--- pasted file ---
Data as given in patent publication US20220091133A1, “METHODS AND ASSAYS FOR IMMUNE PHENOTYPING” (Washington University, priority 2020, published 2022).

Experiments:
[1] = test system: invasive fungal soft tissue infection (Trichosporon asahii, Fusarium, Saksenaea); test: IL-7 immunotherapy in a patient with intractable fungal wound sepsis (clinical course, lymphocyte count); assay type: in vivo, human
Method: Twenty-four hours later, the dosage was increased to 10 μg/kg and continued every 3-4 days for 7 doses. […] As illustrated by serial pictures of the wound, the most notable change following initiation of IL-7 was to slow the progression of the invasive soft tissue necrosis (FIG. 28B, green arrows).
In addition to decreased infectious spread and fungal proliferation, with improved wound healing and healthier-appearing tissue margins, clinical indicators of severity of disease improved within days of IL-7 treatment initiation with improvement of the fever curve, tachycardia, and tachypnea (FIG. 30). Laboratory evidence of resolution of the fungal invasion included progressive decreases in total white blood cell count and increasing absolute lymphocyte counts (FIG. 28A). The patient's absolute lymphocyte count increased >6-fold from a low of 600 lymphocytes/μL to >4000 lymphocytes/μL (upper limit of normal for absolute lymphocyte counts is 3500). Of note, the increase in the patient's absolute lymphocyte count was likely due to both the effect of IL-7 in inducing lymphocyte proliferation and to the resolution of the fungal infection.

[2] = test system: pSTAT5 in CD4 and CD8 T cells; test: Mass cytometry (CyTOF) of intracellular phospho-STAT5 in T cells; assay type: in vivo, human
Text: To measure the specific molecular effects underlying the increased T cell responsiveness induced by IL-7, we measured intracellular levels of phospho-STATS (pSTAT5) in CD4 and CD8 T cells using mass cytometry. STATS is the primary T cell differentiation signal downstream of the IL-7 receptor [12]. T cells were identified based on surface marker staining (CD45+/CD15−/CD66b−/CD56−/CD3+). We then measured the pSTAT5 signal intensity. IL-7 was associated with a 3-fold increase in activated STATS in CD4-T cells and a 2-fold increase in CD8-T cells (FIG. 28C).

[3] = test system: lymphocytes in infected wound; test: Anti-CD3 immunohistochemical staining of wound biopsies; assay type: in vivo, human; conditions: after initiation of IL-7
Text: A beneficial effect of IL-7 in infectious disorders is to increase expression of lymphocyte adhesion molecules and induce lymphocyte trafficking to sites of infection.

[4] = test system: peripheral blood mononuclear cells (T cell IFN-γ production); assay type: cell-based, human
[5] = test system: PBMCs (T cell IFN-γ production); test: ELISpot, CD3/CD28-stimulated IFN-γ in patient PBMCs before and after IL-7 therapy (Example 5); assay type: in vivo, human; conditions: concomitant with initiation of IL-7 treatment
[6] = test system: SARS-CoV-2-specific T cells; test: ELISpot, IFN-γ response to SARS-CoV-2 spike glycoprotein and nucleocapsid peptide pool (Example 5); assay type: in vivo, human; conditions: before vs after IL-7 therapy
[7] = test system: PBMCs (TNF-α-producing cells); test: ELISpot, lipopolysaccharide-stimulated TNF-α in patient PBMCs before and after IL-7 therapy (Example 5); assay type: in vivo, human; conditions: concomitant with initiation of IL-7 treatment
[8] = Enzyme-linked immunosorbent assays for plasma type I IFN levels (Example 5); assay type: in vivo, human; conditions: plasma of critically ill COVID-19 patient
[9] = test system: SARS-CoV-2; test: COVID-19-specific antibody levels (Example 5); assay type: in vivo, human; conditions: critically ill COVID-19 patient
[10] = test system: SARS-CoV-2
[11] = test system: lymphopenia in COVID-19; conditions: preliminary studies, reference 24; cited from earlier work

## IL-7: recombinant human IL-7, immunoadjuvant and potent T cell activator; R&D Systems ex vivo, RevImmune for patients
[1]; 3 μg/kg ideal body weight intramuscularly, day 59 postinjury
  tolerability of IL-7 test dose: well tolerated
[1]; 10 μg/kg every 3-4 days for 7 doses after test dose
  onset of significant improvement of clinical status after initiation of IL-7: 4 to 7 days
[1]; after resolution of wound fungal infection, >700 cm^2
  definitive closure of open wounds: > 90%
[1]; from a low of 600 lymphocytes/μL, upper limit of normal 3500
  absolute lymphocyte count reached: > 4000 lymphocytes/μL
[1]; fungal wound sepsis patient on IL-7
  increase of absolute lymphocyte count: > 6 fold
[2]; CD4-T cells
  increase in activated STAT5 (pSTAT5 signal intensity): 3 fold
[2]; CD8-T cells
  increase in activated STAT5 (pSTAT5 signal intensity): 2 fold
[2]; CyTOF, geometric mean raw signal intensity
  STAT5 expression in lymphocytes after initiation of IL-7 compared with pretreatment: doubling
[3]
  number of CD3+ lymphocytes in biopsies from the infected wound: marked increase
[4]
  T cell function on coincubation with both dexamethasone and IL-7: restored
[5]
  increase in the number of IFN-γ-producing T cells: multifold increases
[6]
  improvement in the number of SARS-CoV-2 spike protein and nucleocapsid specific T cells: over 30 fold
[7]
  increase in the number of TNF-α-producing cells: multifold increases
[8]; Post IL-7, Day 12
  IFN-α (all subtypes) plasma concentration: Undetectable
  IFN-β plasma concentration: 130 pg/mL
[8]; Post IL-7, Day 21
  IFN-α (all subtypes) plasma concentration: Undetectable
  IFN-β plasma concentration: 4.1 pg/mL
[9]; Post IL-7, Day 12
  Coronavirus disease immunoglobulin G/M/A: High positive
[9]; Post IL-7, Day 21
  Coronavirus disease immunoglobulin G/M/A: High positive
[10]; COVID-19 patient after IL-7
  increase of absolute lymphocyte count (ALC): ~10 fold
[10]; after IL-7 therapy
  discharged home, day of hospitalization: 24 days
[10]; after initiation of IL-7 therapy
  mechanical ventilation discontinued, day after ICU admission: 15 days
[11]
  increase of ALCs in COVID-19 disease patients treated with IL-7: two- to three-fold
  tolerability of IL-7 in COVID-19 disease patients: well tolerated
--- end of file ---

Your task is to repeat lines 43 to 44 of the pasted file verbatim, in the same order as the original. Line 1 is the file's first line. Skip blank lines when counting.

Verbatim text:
[7]
  increase in the number of TNF-α-producing cells: multifold increases